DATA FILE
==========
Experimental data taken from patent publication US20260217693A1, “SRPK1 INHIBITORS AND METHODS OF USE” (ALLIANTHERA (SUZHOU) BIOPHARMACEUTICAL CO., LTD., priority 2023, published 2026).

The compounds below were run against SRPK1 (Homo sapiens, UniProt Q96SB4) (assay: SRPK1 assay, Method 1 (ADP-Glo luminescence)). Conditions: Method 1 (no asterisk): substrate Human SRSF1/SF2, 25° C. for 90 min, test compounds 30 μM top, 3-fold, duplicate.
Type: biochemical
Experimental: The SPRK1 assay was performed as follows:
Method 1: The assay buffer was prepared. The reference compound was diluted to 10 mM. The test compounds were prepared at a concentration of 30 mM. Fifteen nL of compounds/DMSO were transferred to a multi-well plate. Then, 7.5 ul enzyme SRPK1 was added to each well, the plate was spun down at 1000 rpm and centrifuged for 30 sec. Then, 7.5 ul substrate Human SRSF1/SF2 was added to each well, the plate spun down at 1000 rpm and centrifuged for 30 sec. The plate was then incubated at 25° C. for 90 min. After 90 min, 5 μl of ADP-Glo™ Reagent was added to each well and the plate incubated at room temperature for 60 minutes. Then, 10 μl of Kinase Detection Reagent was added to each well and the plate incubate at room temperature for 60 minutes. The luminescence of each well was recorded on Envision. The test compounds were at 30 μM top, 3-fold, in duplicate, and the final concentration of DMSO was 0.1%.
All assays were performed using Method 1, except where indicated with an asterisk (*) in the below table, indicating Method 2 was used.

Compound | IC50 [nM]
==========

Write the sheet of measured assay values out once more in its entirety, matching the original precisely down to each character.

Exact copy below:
Experimental data taken from patent publication US20260217693A1, “SRPK1 INHIBITORS AND METHODS OF USE” (ALLIANTHERA (SUZHOU) BIOPHARMACEUTICAL CO., LTD., priority 2023, published 2026).

The compounds below were run against SRPK1 (Homo sapiens, UniProt Q96SB4) (assay: SRPK1 assay, Method 1 (ADP-Glo luminescence)). Conditions: Method 1 (no asterisk): substrate Human SRSF1/SF2, 25° C. for 90 min, test compounds 30 μM top, 3-fold, duplicate.
Type: biochemical
Experimental: The SPRK1 assay was performed as follows:
Method 1: The assay buffer was prepared. The reference compound was diluted to 10 mM. The test compounds were prepared at a concentration of 30 mM. Fifteen nL of compounds/DMSO were transferred to a multi-well plate. Then, 7.5 ul enzyme SRPK1 was added to each well, the plate was spun down at 1000 rpm and centrifuged for 30 sec. Then, 7.5 ul substrate Human SRSF1/SF2 was added to each well, the plate spun down at 1000 rpm and centrifuged for 30 sec. The plate was then incubated at 25° C. for 90 min. After 90 min, 5 μl of ADP-Glo™ Reagent was added to each well and the plate incubated at room temperature for 60 minutes. Then, 10 μl of Kinase Detection Reagent was added to each well and the plate incubate at room temperature for 60 minutes. The luminescence of each well was recorded on Envision. The test compounds were at 30 μM top, 3-fold, in duplicate, and the final concentration of DMSO was 0.1%.
All assays were performed using Method 1, except where indicated with an asterisk (*) in the below table, indicating Method 2 was used.

Compound | IC50 [nM]